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I still find it strange that your builder is allowed to install undersized lintels and then lag them to a wooden header. In many areas masonry is NOT allowed to be supported by wood only by other masonry or steel. If you have a 3" angle iron supporting bricks that is lagged to a wooden header how does that allow for the (approx.) 1" space that most codes mandate between the bricks and the house sheathing? It certainly wouldn't allow much room to support the bricks. This whole job sounds like a "rube goldberg" installation. I wouldn't trust it to hold. A ton or two of bricks supported overhead by a few lag bolts into a wooden beam. No way, in my mind.

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EXT....thanks for your comments. I just looked in to the BOCA building code for Tulsa in 1999 (when my house was built) and the lintel should have be sized at 6" tall by 4" wide, not 3 inches tall! By the way, after screwing the lentil back to verticle with new lag bolts, the existing bolts had at least a 4 mm space between them and the verticle leg. We removed the bolts we could get to and they each has a significant bend to them. Seems to me that if a 6" verticle leg was in place the beam would not have torked out like this one did. Seems like my builder is liable for this one. Any thoughts?
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The load path for the weight of the brick veneer is vertically down to the lintel, through the bolts to the wooden header, and then across via the header to the support posts on either side of the opening. So if the lintel is adequate to span the bolt-to-bolt spacing, and if the bolts are adequate to transfer the load to the wooden header, it all comes down to the strength of the wooden header. That is, the bricks don't need to be tied to the studs above the header, as far as their gravity load goes.
Now as to whether and how much installing plywood over the studs above the header (and presumably to the header itself) will strengthen it, that is a question I will have to pass on. But have you noticed any sagging of the wooden header? If not, there may not be a need to strengthen it.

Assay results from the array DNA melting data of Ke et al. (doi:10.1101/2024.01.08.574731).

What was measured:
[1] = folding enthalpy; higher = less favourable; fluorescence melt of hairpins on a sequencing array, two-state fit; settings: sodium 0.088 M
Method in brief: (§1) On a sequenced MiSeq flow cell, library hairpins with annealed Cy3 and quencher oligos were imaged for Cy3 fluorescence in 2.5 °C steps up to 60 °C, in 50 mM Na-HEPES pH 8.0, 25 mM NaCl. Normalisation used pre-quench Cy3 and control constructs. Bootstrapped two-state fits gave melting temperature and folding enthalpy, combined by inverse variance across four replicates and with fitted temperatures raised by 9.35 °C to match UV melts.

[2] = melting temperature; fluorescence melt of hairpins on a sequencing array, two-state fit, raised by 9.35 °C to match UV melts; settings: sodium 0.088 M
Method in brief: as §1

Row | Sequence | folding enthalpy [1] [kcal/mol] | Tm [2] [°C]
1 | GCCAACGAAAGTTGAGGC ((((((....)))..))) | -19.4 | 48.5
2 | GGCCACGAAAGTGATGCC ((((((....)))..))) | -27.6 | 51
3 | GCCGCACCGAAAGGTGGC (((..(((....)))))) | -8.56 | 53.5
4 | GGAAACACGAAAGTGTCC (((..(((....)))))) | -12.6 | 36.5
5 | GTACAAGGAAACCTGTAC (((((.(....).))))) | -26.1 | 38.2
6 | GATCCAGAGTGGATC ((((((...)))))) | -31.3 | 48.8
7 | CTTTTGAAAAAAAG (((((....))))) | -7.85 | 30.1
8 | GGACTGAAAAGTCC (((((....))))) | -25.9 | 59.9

Cheers, Wayne
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Wayne, thanks for both of your responses. Makes a lot of sense, which is sometimes hard to come by. I can't actually see the wooden header, so I'm not sure if it's sagging. As far as the plywood spanning all of the studs above the header, it's not clear to me how the studs are attached to the header. It's my understanding (which may be incorrect) that the studs above the header are simply setting on the header, and not actually attached to it. If that's the case, it's not clear to me how making all of the studs one unit, by connecting them with plywood, would strengthen the header. Now, if the bricks were truly attached to the studs and, as they moved the studs would move, then making all the studs one unit and distributing the weight to the outside would definitely work. It's just not clear to me how tying the studs together makes the header stronger. Is the woodedn header somehow screwed in to each of the studs???
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The vertical studs are nailed to a horizontal 2 x4 which is nailed to the header.
wrote:

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wrote:

My understanding is that the plywood does nothing to strengthen the header itself. Its purpose is to transfer the load of the studs over the header to the wall sections alongside the header. This removes this part of the load from the header so it is better able to support the load of the brickwork.
Don Young